By Kim Palmer
May 28 (Reuters) - A U.S. federal judge has ordered a halt on executions in Ohio until the middle of August, giving attorneys for condemned inmates time to prepare legal challenges to the state's plan to increase the dosages of drugs used when administering lethal injections.
U.S. District Court Judge Gregory Frost's moratorium entered on Tuesday follows a lengthy Ohio execution in January that used a never before tested combination of two drugs which the state now plans to use in increased dosages.
The halt in Ohio also follows a botched execution in Oklahoma that brought renewed scrutiny to lethal injection, the preferred method of execution in the United States.
In April, convicted killer Clayton Lockett writhed in pain and a needle became dislodged during his lethal injection at a state prison in Oklahoma. The execution was halted, but Lockett died from a massive heart attack.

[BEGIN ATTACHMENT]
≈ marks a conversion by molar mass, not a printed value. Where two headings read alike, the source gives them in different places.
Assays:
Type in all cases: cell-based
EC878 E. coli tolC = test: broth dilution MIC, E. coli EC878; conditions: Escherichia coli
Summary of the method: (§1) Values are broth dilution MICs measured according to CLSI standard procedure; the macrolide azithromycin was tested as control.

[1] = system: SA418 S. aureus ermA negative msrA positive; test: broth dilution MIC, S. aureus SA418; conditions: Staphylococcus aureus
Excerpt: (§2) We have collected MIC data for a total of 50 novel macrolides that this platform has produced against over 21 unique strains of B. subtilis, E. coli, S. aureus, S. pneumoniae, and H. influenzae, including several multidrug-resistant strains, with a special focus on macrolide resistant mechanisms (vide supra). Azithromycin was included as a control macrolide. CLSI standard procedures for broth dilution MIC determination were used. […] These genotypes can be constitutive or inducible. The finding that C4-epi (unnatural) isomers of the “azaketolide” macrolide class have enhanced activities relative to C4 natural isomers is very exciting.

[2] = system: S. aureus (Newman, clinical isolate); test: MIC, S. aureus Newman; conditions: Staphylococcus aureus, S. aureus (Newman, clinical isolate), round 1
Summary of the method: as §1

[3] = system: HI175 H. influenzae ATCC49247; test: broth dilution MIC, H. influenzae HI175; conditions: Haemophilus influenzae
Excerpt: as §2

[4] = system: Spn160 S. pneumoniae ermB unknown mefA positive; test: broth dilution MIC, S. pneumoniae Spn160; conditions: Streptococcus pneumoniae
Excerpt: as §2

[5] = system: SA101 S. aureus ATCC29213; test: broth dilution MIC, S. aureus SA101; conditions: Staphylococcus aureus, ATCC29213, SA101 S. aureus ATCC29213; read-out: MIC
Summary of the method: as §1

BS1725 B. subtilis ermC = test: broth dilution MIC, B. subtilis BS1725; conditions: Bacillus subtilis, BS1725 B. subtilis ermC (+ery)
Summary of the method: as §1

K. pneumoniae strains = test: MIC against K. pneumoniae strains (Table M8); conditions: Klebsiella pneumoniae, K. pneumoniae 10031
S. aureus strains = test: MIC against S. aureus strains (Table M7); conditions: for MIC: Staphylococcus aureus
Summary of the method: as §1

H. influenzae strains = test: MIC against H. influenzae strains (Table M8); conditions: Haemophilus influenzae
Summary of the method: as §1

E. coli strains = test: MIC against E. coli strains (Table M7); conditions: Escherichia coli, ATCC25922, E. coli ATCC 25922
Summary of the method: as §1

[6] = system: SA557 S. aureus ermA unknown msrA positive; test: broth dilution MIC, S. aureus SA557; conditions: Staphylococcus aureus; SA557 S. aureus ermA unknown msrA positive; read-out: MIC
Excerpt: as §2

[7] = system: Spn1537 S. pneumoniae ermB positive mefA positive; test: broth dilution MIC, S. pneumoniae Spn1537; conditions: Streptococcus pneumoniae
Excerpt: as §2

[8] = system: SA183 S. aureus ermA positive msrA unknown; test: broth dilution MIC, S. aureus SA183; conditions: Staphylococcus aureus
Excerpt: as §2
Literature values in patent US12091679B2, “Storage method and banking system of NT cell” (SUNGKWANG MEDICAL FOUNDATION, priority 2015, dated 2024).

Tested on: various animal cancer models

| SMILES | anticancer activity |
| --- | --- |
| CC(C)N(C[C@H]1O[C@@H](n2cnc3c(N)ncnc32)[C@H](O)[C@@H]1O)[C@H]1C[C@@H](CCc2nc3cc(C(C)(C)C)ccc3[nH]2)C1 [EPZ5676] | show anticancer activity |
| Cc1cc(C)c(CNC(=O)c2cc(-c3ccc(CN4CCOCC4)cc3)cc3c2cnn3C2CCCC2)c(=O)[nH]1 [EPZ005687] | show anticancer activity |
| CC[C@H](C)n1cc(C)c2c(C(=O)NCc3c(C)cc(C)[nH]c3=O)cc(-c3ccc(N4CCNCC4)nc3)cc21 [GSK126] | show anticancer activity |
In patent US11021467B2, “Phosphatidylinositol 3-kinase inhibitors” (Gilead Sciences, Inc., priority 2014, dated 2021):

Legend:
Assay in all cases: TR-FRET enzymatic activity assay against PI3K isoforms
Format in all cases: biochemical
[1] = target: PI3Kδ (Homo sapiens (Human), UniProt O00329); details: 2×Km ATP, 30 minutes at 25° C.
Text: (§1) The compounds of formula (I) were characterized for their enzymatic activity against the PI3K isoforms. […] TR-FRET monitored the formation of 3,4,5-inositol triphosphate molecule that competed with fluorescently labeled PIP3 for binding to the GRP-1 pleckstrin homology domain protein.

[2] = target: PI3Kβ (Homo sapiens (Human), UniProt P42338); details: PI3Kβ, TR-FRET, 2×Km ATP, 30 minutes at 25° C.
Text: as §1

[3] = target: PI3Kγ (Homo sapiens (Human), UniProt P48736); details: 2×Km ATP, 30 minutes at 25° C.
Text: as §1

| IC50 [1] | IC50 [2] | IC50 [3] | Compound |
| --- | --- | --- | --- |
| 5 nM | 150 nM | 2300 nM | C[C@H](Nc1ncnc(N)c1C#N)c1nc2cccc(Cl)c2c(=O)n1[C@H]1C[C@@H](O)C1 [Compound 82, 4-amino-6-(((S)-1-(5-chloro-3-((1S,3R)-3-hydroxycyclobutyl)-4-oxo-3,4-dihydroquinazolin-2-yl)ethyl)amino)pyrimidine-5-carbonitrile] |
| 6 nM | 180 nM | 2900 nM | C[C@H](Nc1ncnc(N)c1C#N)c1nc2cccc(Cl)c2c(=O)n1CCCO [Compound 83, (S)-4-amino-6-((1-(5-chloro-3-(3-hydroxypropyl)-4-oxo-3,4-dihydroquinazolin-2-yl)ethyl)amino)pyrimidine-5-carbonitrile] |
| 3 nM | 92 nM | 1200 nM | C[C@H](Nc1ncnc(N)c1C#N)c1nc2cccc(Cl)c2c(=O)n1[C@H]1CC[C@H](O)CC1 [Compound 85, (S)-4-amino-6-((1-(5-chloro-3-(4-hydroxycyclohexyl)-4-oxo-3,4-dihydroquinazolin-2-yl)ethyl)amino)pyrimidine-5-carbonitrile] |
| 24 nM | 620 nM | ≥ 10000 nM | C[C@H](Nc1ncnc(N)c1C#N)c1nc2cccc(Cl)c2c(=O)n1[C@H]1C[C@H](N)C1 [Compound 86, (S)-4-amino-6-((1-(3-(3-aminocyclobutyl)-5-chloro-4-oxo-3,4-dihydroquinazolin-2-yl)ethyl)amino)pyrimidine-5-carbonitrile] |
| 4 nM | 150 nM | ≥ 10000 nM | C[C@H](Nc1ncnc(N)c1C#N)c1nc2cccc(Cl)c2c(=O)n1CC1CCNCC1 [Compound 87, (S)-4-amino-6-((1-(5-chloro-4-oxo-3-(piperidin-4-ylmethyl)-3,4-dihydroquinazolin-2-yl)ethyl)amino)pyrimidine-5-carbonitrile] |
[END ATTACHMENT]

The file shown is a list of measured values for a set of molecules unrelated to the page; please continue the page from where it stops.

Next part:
Frost's order bars Ohio from carrying out executions until Aug. 15 or further order of the court, citing the state's April 28 announcement that it would increase the dose of the sedative midazolam and painkiller hydromorphone used in lethal injections.
Ohio has not executed anyone since January when Dennis McGuire, 53, was put to death for the rape and murder of a pregnant woman. The state used a combination of midazolam and hydromorphone, which had never been used in the United States for lethal injection.
The execution, witnessed by reporters and McGuire's adult children, took about 25 minutes to complete. There were reports that he gasped for an unusually long 15 minutes while clenching his fists and his stomach visibly churned up and down.
Ohio said McGuire's movements had been consistent with the drugs' effects and there was no evidence he had experienced pain, distress or anxiety.
The state was next scheduled to execute convicted killers Ronald Phillips and William Montgomery on July 2 and Aug. 6, respectively, according to the Ohio Department of Rehabilitation and Correction.
Twenty inmates have been executed in the United States so far this year, all by lethal injection, according to the Death Penalty Information Center. (Additional writing and reporting by David Bailey in Minneapolis, editing by G Crosse)